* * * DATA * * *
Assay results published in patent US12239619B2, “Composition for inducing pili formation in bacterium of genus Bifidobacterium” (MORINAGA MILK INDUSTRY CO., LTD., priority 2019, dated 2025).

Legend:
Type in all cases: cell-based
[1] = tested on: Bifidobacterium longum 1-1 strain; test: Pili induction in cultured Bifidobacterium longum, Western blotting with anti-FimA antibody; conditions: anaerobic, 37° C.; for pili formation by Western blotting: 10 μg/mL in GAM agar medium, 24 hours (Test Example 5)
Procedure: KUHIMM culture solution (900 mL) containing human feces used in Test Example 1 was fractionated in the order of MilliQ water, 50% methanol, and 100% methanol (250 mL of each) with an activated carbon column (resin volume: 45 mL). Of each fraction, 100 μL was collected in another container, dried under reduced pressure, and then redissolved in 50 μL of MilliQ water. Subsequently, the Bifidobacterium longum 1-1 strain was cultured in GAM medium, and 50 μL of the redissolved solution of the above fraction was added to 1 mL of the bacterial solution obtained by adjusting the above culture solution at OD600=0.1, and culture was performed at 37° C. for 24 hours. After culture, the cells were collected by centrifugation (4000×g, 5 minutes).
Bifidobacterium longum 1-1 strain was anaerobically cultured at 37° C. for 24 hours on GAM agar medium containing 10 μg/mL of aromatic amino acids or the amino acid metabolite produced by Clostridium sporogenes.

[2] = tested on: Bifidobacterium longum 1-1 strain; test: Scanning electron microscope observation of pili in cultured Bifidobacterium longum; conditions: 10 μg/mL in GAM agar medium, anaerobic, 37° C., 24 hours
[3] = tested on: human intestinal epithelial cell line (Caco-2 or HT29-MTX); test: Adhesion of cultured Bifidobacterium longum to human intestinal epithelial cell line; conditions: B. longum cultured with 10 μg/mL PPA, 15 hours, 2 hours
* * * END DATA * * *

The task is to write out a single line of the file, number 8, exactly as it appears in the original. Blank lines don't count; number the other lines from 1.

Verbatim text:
[3] = tested on: human intestinal epithelial cell line (Caco-2 or HT29-MTX); test: Adhesion of cultured Bifidobacterium longum to human intestinal epithelial cell line; conditions: B. longum cultured with 10 μg/mL PPA, 15 hours, 2 hours